ORLANDO - After watching countless hours of video on Florida forward Devin Robinson, East Tennessee State coach Steve Forbes knew he would be a matchup problem.
Seeing the 6-foot-8 Robinson in person made it even more obvious.
"He's downright scary," Forbes said. "His length really affected us."
Robinson tied his career-high with 24 points, Kasey Hill added 14 and No. 4 seed Florida used a second-half surge to beat 13th-seeded East Tennessee State 80-65 in the opening round of the NCAA Tournament on Thursday.
Robinson, an NBA prospect who had been relatively quiet of late, scored his most points in nearly two months. He made 10 of 17 shots and chipped in seven rebounds. The speedy Hill reached double figures for the fourth consecutive game. He also added six rebounds and five assists for his most complete game in a month.
Kevarrius Hayes, filling in for injured center John Egbunu, finished with seven points, seven rebounds and six steals. He broke the school record for steals in an NCAA Tournament game.
Florida (25-8) needed all those contributions, especially since coach Mike White got so little from leading scorer KeVaughn Allen and Southeastern Conference Sixth Man of the Year Canyon Barry. Allen and Barry scored seven points apiece and were 2 of 15 combined.
"That's kind of who we are," White said. "And it takes a special group to be able to be successful while that happens. KeVaughn's not hanging his head right now. KeVaughn is happy that we won. Devin would be the same way if KeVaughn was sitting here right now."
Allen and Barry will have a chance to bounce back Saturday when the Gators play fifth-seeded Virginia in the second round of the East Region.
Florida blew open a close game with a barrage of 3-pointers in the second half. Robinson hit consecutive 3s, and then Allen followed with a wide-open look from the top of the arc. Chris Chiozza added two more a few minutes later, and the rout was on.
It was a stark contrast from the first half in which the Gators couldn't find their range. They missed their first eight 3-point attempts and finished 1 of 10 from behind the arc in the opening 20 minutes.
"We lost control of the game," ETSU's Hanner Mosquera-Perea said. "They came out (and) played harder than we did. We didn't play our A-game in the second half so they came out and punched us in the mouth. We started making mistakes and we just kept doing that."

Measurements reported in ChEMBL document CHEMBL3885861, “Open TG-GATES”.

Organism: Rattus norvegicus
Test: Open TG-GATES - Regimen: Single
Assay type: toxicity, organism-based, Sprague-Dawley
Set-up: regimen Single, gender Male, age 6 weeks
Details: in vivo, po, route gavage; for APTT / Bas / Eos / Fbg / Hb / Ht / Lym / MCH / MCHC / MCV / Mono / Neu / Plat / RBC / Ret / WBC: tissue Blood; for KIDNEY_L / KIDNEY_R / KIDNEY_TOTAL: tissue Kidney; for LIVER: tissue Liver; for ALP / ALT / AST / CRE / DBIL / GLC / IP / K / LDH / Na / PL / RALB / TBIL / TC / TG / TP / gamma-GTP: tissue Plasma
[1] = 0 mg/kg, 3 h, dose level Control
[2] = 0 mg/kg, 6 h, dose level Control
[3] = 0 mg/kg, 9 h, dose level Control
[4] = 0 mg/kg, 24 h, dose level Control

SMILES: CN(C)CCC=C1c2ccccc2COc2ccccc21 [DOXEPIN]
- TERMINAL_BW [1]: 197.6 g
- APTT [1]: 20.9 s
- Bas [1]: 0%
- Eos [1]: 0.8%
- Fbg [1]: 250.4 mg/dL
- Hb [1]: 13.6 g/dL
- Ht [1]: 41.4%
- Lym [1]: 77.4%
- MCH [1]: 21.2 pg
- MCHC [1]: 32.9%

ETSU: The Buccaneers had won nine of their last 10 and thought this would be their year to get their first NCAA Tournament win since 1992. Still, Forbes has the program on the right track even though it includes adding disgruntled transfers and guys from the junior college ranks.
Florida: The Gators had played a lot of "small ball" after Egbunu's season-ending knee injury, with White going with a lot of three- and four-guard lineups. But he went big Thursday by getting freshman Gorjok Gak some minutes. Gak helped the Gators maintain a post presence with Hayes on the bench, finishing with four points and a rebound.
Leading by a point at halftime, White wasn't pleased with his team's performance and he let his guys know it.
"He just laid it out for us like, 'Hey, if you all want to go home, lay it down right now. If you all want to advance, these are things you need to do to be successful,'" Robinson said. "We listened to him, took that in, and came out with a big second half."
ETSU's standout T.J. Cromer scored a team-high 19 points on 7-of-13 shooting, but the Gators were more pleased with how they defended Desonta Bradford. The guard finished with just four points on 2-of-7 shooting and missed all three 3-point attempts.
"Cromer gets all the headlines, deservedly so," White said. "Cromer is a terrific player. Bradford may be their most valuable player. And KeVaughn started on him and guarded him for a lot of the game."
Florida plays fifth-seeded Virginia on Saturday, and the Gators surely will have another home-crowd advantage.
© 2017 Associated Press